The start of a new year always brings with it a commitment (whether temporary or permanent) to a healthier lifestyle. As disease rates grow, so does the American consciousness about our food supply. We aren’t just interested in what the nutrition facts on the packaging says, but also where the food comes from, how processed it is, which pesticides or chemicals may be on or in the meal, and which foods are increasingly causing food allergies. And in the spirit of healthy choices for a new year, January marks the launch of the McDonald's corporation’s latest television ads. That is, McDonald's has begun airing advertisements to convince consumers that its burgers, fries, and other menu offerings are natural, local, and grown on small farms. McDonalds is trying to cash in on the slow food trend.
The ads highlight different farmers, showing off their “small family farms,” followed by a clip of the farmer enjoying McDonald's food as if they were reveling in the fruits of their labor. One ad features Frank Martinez, a potato farmer, biting into a raw potato (yuck), saying, "They're good now. Just wait until they're McDonald's fries." The ad makes sure to play up Martinez's Hispanic immigrant heritage and family-farm history. Other ads slated for TV include cattle ranchers and lettuce farmers.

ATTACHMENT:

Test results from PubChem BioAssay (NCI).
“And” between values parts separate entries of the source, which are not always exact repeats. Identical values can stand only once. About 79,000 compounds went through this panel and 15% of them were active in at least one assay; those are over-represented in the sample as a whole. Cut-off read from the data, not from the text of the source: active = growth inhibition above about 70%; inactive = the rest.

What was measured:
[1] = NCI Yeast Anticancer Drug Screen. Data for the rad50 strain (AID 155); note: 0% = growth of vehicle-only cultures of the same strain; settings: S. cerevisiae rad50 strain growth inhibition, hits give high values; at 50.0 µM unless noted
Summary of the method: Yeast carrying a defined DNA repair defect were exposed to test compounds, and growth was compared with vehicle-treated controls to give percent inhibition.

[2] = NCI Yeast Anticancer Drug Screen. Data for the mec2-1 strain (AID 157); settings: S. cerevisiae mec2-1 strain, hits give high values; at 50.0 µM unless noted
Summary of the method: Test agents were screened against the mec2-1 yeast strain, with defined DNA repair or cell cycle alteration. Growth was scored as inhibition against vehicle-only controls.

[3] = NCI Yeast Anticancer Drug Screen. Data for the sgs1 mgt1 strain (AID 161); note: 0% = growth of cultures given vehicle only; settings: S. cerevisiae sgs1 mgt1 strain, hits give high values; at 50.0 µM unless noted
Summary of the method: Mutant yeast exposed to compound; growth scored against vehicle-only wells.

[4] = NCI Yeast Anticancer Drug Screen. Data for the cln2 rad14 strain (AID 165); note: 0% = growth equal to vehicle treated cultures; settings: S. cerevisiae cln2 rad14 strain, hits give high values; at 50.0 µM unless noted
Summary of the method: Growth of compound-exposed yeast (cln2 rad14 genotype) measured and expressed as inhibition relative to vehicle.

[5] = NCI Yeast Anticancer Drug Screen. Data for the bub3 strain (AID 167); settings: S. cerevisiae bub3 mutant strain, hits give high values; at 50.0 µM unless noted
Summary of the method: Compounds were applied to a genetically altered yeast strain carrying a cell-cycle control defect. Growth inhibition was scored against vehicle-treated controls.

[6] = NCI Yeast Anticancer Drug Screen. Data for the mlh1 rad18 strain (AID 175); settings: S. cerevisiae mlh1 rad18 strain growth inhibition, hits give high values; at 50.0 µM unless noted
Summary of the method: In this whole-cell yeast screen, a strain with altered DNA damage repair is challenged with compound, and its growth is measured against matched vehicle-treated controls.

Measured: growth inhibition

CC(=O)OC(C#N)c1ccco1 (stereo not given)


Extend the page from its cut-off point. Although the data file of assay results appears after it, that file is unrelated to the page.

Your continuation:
McDonald’s actually has no connection with the farmers highlighted in these ads (except perhaps, in the creation of the ad campaign itself). While McDonald's would like to persuade viewers that it knows each farmer and his product by name, McDonald's actually sources their meat and/or produce through middlemen corporations like Cargill, Lopez Foods, Golden State Foods, Simplot who contract with such farmers. Not to mention, many of McDonald's menu items aren’t even whole-food products. Its “100% Angus Beef Patty,” for example, isn’t a mixture of ground beef and spices, as one may assume. Instead, it’s a mashed up mixture of artificial flavors, maltodextrin, beef broth, yeast extract, dried beef extract, caramel coloring, corn syrup, calcium silicate, lactic acid, and other ingredients. It’s also thought that, due to processing, one burger could potentially contain meat from several thousands of animals. In the same vein, McDonald's french fry ingredients cite milk and wheat as allergens. This isn’t slow food. And those extracts and additives certainly aren’t natural or local.
Watch the first ad from the campaign here:
Liz Schau is a Certified Holistic Health Counselor who specializes in nutritional changes for women with thyroid disease, food allergies, autoimmunity, and digestive health concerns. You can find her at LizSchau.com.